listening. Jim was a tall, lank young
fellow. regarded as halfwitted by
some persons and as foolish by
-I think I could find your h-horse.
he said to Sam Jones.
"You. Why, Jim. how do you
think vou could find him when we
have had the best men in town out
looking for him?"
"Wal," said Jim, "I could try,
"Yks," answered the owner, "you
can try and if you find him I'll give
vou a dollar."
"All right." said Jim, and walked
away on his search. To the surprise
of all, he returned in less than half
an hour, leading the missing horse
by a rope tied around his neck.
"Well, well," said Jones, as he
took the horse and paid Jim the dol
lar, "how in the world did you find
him so quick?"
Jim answered in his long drawn
out words, "Why I thought, 'Now
if I %tere a horse, where would I go?'
And so I went there, and he had."
Lawyer and Witness.
"You say you know Mr. Smith?"
asked the lawyer.
"You swear you know him?"
"You mean that you are acquainted
with Mr. Smith?"
"You don't know him; you are
merely acqtuainted with him. Remem
ber that you are on your oath, sir.
New be careful. You don't mean to
tell the court that you know all about
Mr. Smith and everything he ever
"Never mind what you suppose;
please answer my question. Do you
know everything that Mr. Smith ever
"That'll do, sir. No, -you do not.
Very good. So you are not acquainted
with all his acts?"
"Stop there. Are you or are you
"That is to say, you are not so well
acquainted with him as you thought
"Just so. Now we begin to under
stand each other. If you don't know
anything about Mr. Smith's acts
when you are no-t with him, you can't
swear that you know him, can you?"
"If you put it that way"
"Come sir, don't seek to evade my
question. I will put it to you again.
When you say that you know Mr.
Smith, you don't mean to say you
know everthing he does?"
"No, sir: of course not."
"Just so: of course not. Then you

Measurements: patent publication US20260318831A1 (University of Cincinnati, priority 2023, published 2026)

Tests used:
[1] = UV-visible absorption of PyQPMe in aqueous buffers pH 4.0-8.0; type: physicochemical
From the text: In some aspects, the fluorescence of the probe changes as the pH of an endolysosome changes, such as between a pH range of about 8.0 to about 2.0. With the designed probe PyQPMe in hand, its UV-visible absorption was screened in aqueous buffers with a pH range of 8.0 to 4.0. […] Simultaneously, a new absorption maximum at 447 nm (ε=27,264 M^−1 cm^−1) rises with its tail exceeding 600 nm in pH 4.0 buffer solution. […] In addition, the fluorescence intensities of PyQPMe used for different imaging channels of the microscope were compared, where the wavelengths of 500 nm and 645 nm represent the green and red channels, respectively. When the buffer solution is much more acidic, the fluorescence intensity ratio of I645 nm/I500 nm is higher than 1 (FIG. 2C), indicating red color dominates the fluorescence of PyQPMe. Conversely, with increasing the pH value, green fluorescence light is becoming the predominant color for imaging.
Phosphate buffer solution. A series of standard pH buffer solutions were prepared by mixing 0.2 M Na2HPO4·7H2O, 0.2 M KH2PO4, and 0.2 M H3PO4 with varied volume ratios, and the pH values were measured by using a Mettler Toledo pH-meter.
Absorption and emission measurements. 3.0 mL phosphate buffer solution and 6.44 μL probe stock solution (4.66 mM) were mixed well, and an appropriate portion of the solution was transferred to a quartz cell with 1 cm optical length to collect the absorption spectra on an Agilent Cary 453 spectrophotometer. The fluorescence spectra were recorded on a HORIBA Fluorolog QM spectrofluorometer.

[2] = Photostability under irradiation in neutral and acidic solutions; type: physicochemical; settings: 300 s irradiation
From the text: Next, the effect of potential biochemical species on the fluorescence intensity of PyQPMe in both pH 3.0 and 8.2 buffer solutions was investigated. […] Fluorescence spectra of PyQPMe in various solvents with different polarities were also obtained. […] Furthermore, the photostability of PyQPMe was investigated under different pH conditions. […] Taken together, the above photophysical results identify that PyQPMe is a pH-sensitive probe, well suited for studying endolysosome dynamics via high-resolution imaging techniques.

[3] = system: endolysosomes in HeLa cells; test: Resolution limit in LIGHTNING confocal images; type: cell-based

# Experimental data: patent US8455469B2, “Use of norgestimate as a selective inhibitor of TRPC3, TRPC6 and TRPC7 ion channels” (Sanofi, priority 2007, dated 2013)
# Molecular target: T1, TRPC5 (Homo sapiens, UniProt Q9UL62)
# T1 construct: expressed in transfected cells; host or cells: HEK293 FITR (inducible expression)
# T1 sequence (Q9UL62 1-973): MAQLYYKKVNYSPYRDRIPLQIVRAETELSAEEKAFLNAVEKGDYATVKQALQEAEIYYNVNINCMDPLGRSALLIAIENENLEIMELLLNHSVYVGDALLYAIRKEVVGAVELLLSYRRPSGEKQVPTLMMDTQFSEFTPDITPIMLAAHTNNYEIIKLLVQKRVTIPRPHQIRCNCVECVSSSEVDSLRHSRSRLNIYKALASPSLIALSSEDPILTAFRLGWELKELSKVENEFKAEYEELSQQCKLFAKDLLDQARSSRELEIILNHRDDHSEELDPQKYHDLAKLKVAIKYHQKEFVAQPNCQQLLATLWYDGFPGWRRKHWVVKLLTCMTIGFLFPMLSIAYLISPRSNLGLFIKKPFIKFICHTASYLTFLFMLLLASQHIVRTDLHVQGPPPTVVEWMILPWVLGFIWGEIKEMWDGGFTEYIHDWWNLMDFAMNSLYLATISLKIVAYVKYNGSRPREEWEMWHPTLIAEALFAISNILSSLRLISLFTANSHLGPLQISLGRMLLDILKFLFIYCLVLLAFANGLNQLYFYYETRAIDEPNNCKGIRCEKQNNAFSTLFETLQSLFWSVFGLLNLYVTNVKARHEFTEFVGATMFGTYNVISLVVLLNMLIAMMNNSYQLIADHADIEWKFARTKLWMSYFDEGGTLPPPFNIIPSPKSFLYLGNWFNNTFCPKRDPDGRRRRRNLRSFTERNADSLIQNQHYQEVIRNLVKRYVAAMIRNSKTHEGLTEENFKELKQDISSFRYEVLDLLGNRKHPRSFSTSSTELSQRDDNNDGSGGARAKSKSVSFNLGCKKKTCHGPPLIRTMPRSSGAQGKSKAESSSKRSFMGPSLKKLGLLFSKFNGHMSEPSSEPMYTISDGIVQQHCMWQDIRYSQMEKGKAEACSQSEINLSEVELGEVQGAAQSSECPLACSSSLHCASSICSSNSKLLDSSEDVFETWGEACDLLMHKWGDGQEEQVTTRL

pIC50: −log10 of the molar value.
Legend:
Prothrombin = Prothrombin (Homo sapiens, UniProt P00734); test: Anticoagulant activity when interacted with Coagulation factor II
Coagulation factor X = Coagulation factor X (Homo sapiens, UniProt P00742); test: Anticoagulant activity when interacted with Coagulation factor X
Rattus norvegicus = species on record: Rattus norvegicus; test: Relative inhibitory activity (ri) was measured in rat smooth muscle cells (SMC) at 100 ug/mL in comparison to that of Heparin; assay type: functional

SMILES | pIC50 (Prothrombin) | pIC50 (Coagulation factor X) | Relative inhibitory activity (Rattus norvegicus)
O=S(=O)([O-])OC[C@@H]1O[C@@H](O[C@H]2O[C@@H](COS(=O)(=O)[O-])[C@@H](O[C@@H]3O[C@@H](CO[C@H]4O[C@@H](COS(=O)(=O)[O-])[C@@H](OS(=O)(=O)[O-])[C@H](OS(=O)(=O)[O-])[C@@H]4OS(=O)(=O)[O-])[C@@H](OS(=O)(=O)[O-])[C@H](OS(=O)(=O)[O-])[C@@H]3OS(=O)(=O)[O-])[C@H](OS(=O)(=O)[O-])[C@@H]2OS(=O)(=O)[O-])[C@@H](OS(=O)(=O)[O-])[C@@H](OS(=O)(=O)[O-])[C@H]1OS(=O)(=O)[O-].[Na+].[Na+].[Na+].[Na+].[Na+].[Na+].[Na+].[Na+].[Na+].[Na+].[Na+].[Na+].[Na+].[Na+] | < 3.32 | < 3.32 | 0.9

were not qtiite correct, were yor:,
when y'ou said you knew Mr. Smith?"
"In point of fact. vou don't know
Mr Smith at all?"
"Ah, I thoughc so. That'll do. You
can stand down."
"He's had. good. luck. at. poker
"How do you know?"
"I heard him remark this morning
that it's a mistake to say that poker
isn' a thoroughlyscientific game."
Broad & 9t1) Sts., RI
Commercial. Stenographic. Telegrapbic and Ens
"It is the leading Business College soutb of
"When I reached Richmrond. I Inquired of several
In the city. and without exception. they all re
Ross, LAW STENOGRAPHER. Richmood. Bookk
Co ned ). ini-ss
ROBERT NORRIS, General Agent,
Not those menti<
but a fresh lot ju
Try our Pir.a
We hereby annour
candidate for more b
ourselves to satisfy a
* MAYES' DRI
+ We believe.in wo
We have a grea
goods that we
half their value.
lOc. Muslins and
12 I-2c. Muslins a
1 5c. Muslins and I
20c Muslins and
25c. Muslins and I
White Damask Waist
Ladies', Misses' and (
reduced from $3.00 tc
$1.25; from $1.50 to 9
from 75c. to 49c.
The above are not se
goods. Yours trul
* "Answer the Purpose" and"
* like "Don't Care" and "Maybe
#gory of Unreliables.
* If yon want something reliabi
* man's Ideal at
i MA YES' DO(
. Deots. Ladles a gentferi)er. No vcations
the Potomac River."-PHLA. STENoeRAPHE.R.
business nen for the best Business College
:ommended SmItbdeal-'s as the best 90--w.
!epiog. Shorthand, Writing. taugl)t bW matlI.
4early Forty YearsAgo
Not the largest not the oldest
but, by reason of its peculiar legal
organization. the strongest life in
/E surance company in the world.
The Pacific Muttfal Life writes
in the plainest terms the most lib
eral policy sold.
In taking life insurance it is not
estimates (gu(esses) that the peo
ple want but Guarantees.
Our Guaranteed values, writen
in the policies, are greater than the
guarantees of any other company.
To find out all the good things
we offer send date of birth to, or,
Over Postoffice, Newberry, S. C.
d Beef Hams.
ce ourselves as a
usiness and pledge *
t many Summer
are offering at4
nd Lawns now 7c.
..awns now 8 l-3c.
Lawns now lic.
..awns now 13c.
rgs 50e., now 35c.
35c., " 221I-2c
25c., " 1 6 l-3c
~hildren's Oxford Ticm
$1.90;' from $2.00 to
5c.; from $1.00 to 69c.;
conds, but first class
Pretty Good" Fountain Pens
"People, belong in the cate
e you will get it in a Water